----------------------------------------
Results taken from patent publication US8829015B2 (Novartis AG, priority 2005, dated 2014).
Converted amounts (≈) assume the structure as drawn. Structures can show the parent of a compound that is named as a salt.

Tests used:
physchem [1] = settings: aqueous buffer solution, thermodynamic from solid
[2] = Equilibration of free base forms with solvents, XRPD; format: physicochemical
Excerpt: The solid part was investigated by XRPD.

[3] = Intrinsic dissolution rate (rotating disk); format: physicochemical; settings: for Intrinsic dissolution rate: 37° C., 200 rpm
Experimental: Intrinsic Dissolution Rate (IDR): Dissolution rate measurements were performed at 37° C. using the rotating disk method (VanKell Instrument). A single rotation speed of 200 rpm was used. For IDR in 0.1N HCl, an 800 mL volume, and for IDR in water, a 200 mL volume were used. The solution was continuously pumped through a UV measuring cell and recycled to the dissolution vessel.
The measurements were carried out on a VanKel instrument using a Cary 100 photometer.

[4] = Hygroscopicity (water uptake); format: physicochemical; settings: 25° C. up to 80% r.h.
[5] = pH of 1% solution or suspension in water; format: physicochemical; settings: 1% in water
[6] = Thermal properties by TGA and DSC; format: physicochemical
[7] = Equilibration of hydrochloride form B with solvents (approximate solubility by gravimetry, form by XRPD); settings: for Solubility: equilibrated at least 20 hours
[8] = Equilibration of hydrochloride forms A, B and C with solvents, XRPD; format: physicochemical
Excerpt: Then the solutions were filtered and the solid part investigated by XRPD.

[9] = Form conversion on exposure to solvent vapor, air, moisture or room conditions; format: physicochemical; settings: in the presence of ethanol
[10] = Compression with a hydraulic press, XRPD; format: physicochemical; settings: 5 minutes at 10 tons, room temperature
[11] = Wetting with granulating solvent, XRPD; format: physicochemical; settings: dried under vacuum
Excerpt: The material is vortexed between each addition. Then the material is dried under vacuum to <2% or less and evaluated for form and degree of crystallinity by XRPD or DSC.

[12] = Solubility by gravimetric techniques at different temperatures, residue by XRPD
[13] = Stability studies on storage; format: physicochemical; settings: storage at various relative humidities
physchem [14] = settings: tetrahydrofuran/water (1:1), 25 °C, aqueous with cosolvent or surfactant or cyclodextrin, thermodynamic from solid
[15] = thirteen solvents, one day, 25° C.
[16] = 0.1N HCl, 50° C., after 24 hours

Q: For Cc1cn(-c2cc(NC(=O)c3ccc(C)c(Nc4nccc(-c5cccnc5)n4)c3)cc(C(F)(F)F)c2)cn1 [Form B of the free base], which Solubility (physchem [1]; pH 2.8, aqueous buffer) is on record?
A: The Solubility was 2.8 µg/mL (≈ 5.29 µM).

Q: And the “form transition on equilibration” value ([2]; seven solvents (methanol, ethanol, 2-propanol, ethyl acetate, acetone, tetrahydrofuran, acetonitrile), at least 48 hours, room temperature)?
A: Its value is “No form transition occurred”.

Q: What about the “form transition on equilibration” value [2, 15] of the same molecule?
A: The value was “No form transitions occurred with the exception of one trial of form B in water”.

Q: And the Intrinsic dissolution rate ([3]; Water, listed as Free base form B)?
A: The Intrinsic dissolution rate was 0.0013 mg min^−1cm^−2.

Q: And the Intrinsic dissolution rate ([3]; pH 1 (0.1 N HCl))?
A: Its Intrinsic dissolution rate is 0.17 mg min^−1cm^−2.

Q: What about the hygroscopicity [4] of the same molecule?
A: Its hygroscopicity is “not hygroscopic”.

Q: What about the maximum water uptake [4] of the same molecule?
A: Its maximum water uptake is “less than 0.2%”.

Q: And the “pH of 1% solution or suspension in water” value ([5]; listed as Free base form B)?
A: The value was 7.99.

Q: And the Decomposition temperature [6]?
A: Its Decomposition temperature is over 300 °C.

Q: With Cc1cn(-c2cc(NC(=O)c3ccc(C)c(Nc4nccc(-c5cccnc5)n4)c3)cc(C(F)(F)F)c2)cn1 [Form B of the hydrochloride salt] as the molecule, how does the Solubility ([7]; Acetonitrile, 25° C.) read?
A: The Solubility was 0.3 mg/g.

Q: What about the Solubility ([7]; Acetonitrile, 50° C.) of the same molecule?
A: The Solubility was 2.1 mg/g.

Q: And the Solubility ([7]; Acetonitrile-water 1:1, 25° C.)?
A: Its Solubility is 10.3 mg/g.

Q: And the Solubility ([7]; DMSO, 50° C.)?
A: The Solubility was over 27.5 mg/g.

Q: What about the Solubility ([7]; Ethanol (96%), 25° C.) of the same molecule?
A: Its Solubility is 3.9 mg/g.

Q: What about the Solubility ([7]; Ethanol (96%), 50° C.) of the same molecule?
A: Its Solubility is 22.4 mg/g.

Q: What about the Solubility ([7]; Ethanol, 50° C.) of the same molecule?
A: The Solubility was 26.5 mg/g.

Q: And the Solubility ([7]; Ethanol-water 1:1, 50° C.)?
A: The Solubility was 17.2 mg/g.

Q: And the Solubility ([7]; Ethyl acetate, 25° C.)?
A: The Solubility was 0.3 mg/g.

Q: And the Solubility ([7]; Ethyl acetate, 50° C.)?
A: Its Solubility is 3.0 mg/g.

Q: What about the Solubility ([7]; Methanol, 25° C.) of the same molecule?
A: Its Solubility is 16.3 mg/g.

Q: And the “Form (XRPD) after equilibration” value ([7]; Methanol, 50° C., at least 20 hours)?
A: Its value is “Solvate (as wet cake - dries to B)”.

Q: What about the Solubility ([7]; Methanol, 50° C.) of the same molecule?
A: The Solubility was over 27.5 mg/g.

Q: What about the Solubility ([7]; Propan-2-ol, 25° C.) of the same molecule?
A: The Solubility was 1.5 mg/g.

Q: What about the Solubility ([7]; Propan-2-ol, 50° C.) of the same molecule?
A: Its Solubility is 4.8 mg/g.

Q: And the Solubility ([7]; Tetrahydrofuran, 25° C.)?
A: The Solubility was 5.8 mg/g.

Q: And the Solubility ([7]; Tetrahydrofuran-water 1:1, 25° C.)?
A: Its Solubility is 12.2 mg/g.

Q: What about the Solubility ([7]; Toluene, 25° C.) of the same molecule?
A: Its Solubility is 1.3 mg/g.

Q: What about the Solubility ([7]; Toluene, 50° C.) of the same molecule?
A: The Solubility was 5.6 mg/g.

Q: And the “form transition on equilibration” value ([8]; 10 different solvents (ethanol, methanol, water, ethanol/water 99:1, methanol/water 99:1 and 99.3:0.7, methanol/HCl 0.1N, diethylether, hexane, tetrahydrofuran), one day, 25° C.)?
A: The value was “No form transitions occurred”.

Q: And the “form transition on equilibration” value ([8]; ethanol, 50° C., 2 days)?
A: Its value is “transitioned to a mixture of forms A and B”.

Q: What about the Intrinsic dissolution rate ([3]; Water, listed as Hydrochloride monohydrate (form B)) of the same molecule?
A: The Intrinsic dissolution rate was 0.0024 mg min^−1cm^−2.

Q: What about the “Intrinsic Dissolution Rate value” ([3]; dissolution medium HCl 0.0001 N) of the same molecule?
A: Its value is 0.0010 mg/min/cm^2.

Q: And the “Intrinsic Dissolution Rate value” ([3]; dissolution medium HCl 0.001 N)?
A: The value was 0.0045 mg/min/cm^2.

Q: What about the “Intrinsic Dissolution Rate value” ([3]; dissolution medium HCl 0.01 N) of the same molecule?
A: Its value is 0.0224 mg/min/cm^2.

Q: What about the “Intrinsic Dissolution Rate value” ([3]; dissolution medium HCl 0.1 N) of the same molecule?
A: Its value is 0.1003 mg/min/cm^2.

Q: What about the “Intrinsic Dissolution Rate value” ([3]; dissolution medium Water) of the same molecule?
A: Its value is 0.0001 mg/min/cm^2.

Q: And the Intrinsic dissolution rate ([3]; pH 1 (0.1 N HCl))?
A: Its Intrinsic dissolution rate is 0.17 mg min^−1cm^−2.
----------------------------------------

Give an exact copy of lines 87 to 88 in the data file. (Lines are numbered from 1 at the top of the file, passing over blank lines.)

Q: What about the “Intrinsic Dissolution Rate value” ([3]; dissolution medium HCl 0.0001 N) of the same molecule?
A: Its value is 0.0010 mg/min/cm^2.